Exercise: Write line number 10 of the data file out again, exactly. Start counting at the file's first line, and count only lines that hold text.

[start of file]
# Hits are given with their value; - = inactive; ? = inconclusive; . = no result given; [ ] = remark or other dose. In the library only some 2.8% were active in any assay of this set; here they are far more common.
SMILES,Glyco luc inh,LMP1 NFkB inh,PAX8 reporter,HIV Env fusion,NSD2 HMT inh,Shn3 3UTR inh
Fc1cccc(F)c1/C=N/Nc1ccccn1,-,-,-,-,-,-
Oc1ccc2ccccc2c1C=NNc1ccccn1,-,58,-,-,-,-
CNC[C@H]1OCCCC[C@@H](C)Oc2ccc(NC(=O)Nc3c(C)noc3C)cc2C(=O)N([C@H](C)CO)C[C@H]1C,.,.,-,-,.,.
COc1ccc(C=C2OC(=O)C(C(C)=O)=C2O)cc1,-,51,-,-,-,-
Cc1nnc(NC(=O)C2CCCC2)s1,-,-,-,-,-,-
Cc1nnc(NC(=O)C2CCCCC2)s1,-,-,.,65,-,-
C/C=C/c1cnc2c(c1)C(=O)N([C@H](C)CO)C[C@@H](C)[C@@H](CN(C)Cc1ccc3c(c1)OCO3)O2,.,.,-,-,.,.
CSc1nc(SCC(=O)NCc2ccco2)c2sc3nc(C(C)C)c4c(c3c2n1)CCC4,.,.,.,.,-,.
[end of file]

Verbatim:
CSc1nc(SCC(=O)NCc2ccco2)c2sc3nc(C(C)C)c4c(c3c2n1)CCC4,.,.,.,.,-,.